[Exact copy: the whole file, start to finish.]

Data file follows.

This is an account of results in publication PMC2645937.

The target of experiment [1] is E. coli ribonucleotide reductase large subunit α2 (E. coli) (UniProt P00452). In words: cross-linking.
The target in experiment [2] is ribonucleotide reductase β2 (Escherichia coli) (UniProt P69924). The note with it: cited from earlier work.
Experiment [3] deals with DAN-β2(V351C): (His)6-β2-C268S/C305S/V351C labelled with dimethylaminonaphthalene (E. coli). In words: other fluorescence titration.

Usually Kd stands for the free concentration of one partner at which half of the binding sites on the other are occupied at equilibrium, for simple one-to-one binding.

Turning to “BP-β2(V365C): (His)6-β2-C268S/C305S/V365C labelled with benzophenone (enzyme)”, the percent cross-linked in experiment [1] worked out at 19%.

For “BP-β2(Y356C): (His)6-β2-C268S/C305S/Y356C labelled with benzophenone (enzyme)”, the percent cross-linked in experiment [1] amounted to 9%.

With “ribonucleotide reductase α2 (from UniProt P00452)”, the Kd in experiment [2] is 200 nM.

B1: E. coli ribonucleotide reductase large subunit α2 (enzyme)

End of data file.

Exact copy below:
This is an account of results in publication PMC2645937.

The target of experiment [1] is E. coli ribonucleotide reductase large subunit α2 (E. coli) (UniProt P00452). In words: cross-linking.
The target in experiment [2] is ribonucleotide reductase β2 (Escherichia coli) (UniProt P69924). The note with it: cited from earlier work.
Experiment [3] deals with DAN-β2(V351C): (His)6-β2-C268S/C305S/V351C labelled with dimethylaminonaphthalene (E. coli). In words: other fluorescence titration.

Usually Kd stands for the free concentration of one partner at which half of the binding sites on the other are occupied at equilibrium, for simple one-to-one binding.

Turning to “BP-β2(V365C): (His)6-β2-C268S/C305S/V365C labelled with benzophenone (enzyme)”, the percent cross-linked in experiment [1] worked out at 19%.

For “BP-β2(Y356C): (His)6-β2-C268S/C305S/Y356C labelled with benzophenone (enzyme)”, the percent cross-linked in experiment [1] amounted to 9%.

With “ribonucleotide reductase α2 (from UniProt P00452)”, the Kd in experiment [2] is 200 nM.

B1: E. coli ribonucleotide reductase large subunit α2 (enzyme)